Furthermore an nice little conversation emerged between @jstjohnmatthews and @AndyMcdonough1: @jstjohnmatthews ‘Is there a role for other #weAHPs in defining competency gold-standards if there is role-blurring?’ ‘P.S. Radiographer lurking in the background- but also AHP CPD Lead :-)’ @AndyMcdonough1 ‘ definitely, work closely alongside ANP’s (nurses) and we share training and cpd.’ @jstjohnmatthews ‘ employer sounds ace 🙂 #physiotalk. My MSc. project had a section on designing competencies so an interest’ @AndyMcdonough1 ‘in a new role so learning as we go a little but senior support, clinical and managerial essential ‘ It was great to see clinicians sharing their experiences of IDT working and their successes in IDT application.
The chat ended on a high question 4 asked: How can we tackle issues around experiential bias?
@physiotalk added a further question ‘How often do we come across the ‘I just know’ – need to challenge?’ There were a whole host of comments one that stood out was @physiomorag ‘unfortunately far too often. Think that all too often ego gets in the way of EBP and CPD’ A lot of tweets flew in from students particularly around feeling unsettled during placements @sophm14 commented ‘definitely, my last place I was confident to share, couldn’t say that about my first one though!’ and @cuphysios asking ‘I wonder how many students struggle to challenge their educator if they have a set way?’ @helenowen3 frustrated commented ‘v. frustrating as a student to ask why and be told ‘because that’s just the way it’s done’. Unfortunately students seems to get a bad press because seniors don’t want to be seen as inexperienced and a hierarchical structure still dominates @hollykate94 tweeted ‘agreed, especially with the hierarchy can be hard to challenge senior views’ and @uolphysio added ‘ sometimes the fear of ‘don’t get on their bad side’ comes into effect. Fear of getting a lower grade’ which is an unfortunate position for students as @_joemiddleton expressed ‘Sad to hear all the issues of experiential bias in practice and impact on students’. To be in such a position can affect their confidence as they are taught recent evidence and are encouraged to share as @sophm14 explained ‘ students are taught up to date which we take to placement, if we are confident we can share’. Therefore highlighting the benefits of an integrated care approach with new knowledge from undergraduates. I want to add here that I am not chastising senior figures here it would appear to be beneficial to both parties if a reciprocal relationship of experience and new evidence helped to apply appropriate clinical reasoning @northlightphys made a valid point ‘Experience is vital- but it started *somewhere* ie with some evidence. Evidence must inform/develop our experience’ and further added ‘Yup-Challenge culture! Ours were generous enough 2 realise we had more recent info’ Again this further supports the need for all clinicians no matter what level of knowledge of experience to not be intimidated by seniority and to appreciate that we can all learn from each other.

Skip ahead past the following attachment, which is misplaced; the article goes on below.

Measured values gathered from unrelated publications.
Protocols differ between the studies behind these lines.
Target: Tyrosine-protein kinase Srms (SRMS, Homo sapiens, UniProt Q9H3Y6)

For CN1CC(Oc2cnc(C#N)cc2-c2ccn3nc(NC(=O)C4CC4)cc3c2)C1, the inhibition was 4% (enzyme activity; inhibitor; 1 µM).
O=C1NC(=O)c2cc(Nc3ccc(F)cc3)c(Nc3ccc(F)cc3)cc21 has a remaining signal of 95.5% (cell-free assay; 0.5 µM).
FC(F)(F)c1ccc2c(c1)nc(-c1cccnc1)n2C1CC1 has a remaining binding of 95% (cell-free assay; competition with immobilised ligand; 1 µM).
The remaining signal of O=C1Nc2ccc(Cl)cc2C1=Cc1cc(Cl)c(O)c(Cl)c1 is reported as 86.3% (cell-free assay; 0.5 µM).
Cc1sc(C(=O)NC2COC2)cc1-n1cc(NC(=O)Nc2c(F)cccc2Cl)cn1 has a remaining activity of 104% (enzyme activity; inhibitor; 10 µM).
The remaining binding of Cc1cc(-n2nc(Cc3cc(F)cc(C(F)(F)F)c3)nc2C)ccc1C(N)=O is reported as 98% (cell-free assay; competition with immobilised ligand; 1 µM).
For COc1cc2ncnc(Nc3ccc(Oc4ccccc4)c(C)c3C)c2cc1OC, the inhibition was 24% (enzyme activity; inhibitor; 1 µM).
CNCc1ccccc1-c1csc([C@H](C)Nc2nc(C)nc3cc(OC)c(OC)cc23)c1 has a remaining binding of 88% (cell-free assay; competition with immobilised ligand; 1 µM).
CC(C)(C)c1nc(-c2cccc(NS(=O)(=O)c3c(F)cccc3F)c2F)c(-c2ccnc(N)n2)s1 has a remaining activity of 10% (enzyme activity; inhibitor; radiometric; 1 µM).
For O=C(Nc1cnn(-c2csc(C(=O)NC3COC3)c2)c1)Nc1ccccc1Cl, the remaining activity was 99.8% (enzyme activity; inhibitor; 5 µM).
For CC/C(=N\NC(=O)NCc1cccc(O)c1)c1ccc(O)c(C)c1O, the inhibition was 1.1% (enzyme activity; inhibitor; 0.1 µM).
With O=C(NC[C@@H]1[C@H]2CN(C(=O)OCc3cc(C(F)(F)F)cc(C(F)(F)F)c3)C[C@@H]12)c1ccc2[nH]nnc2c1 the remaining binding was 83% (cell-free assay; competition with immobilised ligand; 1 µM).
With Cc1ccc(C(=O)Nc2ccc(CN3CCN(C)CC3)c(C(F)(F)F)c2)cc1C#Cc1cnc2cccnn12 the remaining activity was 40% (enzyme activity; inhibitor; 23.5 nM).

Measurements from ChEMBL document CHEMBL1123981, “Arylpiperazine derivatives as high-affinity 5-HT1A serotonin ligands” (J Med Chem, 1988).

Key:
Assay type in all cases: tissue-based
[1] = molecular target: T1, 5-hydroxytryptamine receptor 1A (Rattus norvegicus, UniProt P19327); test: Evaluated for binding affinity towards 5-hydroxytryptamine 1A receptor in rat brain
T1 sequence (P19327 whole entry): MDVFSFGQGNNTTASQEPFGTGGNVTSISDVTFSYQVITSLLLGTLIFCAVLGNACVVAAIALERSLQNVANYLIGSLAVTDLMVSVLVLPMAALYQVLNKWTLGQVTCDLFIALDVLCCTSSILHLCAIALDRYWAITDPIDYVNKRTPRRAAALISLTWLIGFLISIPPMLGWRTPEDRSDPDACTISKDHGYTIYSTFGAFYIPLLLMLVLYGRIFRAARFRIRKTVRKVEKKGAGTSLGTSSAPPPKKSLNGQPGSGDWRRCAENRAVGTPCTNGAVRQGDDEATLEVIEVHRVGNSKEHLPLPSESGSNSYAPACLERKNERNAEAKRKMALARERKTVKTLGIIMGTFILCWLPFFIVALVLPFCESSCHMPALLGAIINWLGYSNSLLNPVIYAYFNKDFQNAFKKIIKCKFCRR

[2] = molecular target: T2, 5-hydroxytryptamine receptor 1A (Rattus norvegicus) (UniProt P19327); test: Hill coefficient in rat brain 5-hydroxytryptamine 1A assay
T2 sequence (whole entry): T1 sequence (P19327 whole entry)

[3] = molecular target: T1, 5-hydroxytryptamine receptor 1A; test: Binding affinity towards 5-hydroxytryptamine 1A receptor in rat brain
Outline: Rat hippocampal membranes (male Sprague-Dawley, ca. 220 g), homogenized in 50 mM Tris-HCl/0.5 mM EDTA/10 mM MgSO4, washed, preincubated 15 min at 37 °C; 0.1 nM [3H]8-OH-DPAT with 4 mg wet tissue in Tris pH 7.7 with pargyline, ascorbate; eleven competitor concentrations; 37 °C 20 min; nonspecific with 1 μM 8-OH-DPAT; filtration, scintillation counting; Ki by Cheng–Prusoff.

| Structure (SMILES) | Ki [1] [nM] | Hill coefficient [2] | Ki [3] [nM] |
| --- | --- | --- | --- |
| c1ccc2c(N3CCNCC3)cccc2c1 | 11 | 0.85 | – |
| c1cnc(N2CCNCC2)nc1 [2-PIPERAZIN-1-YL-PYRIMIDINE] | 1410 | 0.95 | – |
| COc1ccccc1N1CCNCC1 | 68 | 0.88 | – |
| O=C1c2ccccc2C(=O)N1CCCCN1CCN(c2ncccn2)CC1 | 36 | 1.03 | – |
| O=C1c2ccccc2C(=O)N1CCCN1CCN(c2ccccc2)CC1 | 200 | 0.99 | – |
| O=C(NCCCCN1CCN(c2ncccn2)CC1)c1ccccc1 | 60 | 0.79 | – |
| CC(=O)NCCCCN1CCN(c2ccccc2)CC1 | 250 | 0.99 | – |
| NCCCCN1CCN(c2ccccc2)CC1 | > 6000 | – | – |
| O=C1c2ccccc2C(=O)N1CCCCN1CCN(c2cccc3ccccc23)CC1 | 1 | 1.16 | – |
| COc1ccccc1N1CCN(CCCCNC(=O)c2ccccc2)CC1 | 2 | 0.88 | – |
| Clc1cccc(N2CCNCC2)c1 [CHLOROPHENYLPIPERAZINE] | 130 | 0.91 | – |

Many other tweets came in around experiential bias around insecurity and defensiveness in clinicians that highlighted the possibility that some were not maintaining their practice in line with evidence base. It appeared that there was a gap increasing between the public and private model when it came to professional development issues such as training, supervision and courses, geared more towards benefiting the business rather than the identified developmental needs of the clinician. A lot more works needs to be done to stamp out experiential bias, hierarchy and dogma in all professions.
Too close I want to say thank you to everyone that participated in the chat it was my first acting as host and chair and I loved participants input and reaction! I apologise for not adding all the points as I think a few tweets didn’t make it onto the transcript as #physiotalk was not added. There were some awesome comments and a real insight into how we are all feeling regarding professional boundaries. It appears that most of us are more and more open to the idea of integrated care as we recognise the importance of inter-collaborative learning and the benefits towards holistic patient care.
Thanks again to everyone and thanks for having a read